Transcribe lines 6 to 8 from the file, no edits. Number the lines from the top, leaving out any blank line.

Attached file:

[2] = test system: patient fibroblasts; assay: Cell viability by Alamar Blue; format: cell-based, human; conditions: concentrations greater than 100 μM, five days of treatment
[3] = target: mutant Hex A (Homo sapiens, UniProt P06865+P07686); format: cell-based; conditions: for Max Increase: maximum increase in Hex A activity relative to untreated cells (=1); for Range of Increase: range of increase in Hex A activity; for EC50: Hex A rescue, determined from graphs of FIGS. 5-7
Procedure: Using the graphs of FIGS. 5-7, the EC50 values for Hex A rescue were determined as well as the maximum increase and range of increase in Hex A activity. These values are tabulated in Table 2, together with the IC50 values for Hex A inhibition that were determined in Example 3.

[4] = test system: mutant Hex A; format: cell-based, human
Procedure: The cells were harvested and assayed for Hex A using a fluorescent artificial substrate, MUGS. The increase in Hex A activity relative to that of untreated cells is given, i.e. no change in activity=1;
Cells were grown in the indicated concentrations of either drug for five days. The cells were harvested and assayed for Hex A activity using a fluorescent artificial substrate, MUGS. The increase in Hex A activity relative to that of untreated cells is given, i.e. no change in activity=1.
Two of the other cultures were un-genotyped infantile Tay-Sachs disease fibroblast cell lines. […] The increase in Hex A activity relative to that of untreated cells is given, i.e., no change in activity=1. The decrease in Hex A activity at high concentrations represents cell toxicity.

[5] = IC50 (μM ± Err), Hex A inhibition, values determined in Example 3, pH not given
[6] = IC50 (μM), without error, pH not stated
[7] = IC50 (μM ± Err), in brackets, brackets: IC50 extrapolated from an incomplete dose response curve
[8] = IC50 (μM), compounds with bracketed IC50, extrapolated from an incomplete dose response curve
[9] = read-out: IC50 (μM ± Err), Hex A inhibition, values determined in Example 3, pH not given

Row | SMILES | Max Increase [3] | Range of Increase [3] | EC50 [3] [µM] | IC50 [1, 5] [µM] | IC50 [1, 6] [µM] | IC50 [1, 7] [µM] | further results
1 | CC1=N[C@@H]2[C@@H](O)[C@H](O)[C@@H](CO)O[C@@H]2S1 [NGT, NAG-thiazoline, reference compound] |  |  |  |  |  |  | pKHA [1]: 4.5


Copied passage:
Cells were grown in the indicated concentrations of either drug for five days. The cells were harvested and assayed for Hex A activity using a fluorescent artificial substrate, MUGS. The increase in Hex A activity relative to that of untreated cells is given, i.e. no change in activity=1.
Two of the other cultures were un-genotyped infantile Tay-Sachs disease fibroblast cell lines. […] The increase in Hex A activity relative to that of untreated cells is given, i.e., no change in activity=1. The decrease in Hex A activity at high concentrations represents cell toxicity.

[5] = IC50 (μM ± Err), Hex A inhibition, values determined in Example 3, pH not given